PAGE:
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Monday, November 16, 2009

Diplomat Tia Barrett dies suddenly

New Zealand's highest ranking Maori diplomat is being remembered as a consumate emissary who had a profound influence on the way this country represents itself overseas.

Tia Barrett was rushed back to Middlemore Hospital last week from the Cook Islands, where he was serving as High Commissioner, but died yesterday. He was 62.

Writer Witi Ihimaera, who was among the first group of Maori recruited into Foreign Affairs in the early 1970s, says Mr Barrett was a steadying influence on his Maori colleagues.

He also challenged the ministry.

“He challenged it to consider its position as a government department representing both Maori and Pakeha overseas. He also challenged it to create within itself policies and statements and recruitment programmes, all of these kinds of matters that would actually create for the ministry a better sense of its role overseas,” Mr Ihimaera says.

Te Rongotoa Barrett is lying at Turangawaewae marae in Ngaruawahia until Thursday, when he will be taken to Kahotea Marae in Otorohanga for burial among his Maniapoto ancestors.


Former Alliance president Matt McCarten says the Maori Party is heading for self destruction over the Hone Harawira affair.

He says if Mr Harawira is forced out of the Maori Party and starts his own party, he could retain Te Taitokerau and take one or two list MP's to Parliament with him.

The resulting three way split could make the Maori Party, the Hone party and Maori within Labour powerless.

Mr McCarten says the Maori Party should sort out its differences behind closed doors.

“The future of independent Maori politics is on the line. They owe it to the Maori now but Maori in the future to sort it out and expelling each other is not the way to go. It would just create civil war and that will split Maori for another generation,” Mr McCarten says.


Former top international soccer player Wynton Rufer from Ngati Porou says Maori will be thrilled with Rory Fallon's effort for the All Whites against Bahrain in Wellington on Saturday night.

The Oceania player of the century says Fallon, who also hails from Ngati Porou, will end up playing for Barcelona if he continues to bang in goals like the header which gave New Zealand a place in next year's World Cup in South Africa.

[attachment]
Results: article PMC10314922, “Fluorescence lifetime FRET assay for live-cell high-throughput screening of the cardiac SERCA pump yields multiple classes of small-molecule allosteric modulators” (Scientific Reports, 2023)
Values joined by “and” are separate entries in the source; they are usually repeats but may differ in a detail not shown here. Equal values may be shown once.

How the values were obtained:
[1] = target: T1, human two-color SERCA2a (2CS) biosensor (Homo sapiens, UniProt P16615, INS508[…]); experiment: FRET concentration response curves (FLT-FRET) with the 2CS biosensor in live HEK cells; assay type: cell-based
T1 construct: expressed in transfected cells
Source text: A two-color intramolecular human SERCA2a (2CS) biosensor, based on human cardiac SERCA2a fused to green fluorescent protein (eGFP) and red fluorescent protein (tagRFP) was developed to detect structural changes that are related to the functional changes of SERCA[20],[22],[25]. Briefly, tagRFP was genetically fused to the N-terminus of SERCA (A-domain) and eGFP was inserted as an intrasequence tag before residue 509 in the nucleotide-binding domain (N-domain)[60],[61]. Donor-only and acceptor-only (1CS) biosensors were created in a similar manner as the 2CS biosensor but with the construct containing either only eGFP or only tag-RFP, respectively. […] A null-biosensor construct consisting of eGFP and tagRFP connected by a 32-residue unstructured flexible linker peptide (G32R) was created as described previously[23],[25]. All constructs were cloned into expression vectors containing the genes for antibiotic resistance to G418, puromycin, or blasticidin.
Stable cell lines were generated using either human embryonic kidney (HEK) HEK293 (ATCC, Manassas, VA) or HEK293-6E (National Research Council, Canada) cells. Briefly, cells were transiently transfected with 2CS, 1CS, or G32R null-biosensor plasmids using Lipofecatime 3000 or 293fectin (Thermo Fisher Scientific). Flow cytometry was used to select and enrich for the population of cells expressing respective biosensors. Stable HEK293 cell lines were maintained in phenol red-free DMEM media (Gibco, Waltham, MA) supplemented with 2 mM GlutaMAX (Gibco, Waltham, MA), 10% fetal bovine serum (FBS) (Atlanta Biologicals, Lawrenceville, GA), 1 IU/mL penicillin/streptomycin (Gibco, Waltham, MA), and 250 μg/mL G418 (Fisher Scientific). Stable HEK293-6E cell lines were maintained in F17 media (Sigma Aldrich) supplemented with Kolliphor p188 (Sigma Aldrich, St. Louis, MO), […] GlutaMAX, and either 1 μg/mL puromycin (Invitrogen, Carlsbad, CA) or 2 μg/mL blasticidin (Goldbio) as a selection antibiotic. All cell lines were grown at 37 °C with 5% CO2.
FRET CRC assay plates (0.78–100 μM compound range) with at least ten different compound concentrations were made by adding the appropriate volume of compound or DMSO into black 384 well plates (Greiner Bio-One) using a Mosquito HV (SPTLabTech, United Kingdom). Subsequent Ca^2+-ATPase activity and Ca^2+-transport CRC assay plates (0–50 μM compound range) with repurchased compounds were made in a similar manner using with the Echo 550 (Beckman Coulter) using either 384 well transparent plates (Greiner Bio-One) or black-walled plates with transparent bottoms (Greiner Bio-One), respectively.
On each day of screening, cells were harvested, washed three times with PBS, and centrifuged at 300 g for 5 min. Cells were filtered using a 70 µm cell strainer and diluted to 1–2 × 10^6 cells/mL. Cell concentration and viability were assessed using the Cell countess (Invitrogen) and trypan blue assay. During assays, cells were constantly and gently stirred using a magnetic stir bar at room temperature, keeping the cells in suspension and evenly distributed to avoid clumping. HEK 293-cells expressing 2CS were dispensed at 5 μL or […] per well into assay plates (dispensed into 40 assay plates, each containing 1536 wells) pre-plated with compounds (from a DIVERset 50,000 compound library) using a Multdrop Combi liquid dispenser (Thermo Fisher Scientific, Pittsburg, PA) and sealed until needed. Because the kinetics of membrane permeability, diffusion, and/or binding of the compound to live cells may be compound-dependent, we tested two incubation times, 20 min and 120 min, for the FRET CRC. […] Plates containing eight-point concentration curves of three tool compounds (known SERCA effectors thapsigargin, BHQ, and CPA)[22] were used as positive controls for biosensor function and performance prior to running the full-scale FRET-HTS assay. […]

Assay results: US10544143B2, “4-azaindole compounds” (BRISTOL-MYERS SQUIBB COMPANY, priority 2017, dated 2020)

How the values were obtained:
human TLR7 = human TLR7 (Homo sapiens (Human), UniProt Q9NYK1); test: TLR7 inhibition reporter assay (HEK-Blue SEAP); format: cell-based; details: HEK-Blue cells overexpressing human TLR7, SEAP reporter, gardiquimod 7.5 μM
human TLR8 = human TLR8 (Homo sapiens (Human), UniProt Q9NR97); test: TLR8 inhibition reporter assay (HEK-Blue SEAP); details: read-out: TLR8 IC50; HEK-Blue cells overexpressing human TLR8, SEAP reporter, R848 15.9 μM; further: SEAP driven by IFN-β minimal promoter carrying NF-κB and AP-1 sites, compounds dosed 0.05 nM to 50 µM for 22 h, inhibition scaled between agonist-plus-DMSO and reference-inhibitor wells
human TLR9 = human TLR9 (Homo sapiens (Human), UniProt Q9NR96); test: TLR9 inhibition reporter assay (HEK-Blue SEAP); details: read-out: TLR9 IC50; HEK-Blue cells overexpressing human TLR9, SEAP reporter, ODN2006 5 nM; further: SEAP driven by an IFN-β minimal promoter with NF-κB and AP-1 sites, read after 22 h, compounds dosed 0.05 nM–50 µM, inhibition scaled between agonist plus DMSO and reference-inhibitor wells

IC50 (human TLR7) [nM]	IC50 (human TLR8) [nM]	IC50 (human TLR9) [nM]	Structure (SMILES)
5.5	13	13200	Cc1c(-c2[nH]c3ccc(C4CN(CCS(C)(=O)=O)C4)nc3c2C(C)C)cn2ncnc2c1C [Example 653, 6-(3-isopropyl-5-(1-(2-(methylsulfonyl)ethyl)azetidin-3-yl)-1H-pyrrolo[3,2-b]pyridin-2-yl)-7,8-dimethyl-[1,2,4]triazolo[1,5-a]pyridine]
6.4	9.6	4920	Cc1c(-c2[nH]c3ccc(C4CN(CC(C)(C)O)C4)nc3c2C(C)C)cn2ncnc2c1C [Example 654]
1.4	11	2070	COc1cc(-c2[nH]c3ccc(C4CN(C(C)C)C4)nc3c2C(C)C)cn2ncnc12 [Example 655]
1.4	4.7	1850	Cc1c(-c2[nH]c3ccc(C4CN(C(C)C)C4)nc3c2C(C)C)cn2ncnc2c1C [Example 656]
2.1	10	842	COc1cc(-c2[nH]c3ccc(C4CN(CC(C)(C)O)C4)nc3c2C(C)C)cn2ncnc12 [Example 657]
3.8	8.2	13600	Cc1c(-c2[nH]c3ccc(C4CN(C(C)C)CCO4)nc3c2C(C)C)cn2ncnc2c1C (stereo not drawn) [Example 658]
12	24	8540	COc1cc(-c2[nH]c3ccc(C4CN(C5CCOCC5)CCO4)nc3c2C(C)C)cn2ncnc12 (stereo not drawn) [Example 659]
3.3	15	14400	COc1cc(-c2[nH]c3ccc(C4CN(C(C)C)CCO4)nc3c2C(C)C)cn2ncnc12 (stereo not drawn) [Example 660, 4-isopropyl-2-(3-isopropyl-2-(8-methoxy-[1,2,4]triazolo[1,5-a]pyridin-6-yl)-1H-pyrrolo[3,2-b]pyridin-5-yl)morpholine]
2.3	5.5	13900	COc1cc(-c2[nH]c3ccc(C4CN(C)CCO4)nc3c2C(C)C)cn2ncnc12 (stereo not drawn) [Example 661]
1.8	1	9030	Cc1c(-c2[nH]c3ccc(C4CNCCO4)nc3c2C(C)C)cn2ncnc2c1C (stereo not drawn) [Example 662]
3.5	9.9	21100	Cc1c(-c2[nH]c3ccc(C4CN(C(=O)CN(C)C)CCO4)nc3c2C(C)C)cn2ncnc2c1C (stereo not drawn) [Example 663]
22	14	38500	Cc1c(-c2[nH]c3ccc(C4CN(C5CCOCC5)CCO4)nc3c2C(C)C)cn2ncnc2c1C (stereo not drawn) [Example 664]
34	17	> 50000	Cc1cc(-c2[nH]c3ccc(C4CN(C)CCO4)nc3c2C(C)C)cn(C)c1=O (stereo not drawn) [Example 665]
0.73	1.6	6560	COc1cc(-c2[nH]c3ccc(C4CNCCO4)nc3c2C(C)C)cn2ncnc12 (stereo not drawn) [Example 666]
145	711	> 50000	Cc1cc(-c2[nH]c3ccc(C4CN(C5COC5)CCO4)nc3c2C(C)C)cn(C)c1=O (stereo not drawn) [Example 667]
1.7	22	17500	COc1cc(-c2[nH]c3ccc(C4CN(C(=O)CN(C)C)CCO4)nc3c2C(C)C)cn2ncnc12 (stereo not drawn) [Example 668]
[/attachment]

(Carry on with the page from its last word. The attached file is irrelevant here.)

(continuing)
Mr Rufer says are Maori are turning to soccer in greater numbers, but talented players often lack the support they need to succeed in the competitive world of professional football, as he sees in his own soccer academy.

“I'm battling away here, trying to make a difference, working with kids, clearly understand that the Maori and Polynesian kids are the most talented and I don’t even get proper support so it’s not an easy one but hopefully now with this money the NZFA is getting, they can put a lot of it into youth development and start supporting some of the programmes out there that deserve to be supported,” Mr Rufer says.


The Maori Party is confident of getting concessions from the Government which will allow it to support the Emission Trading Scheme into law.

National needs its support because its usual ally ACT doesn't support the bill which came out to the select committee.

Environment spokesperson Rahui Katene says the party is demanding Maori families be protected from the full cost of the ETS.

She says the interests of substantial Maori farming, forestry and fishing businesses also need to be taken into account.

“We do need to have something in place, we can’t keep putting this off, so we are in discussions to see a scheme that will be put in place that will protect the environment, which will protect business, that will protect our people and is hopefully long lasting,” Ms Katene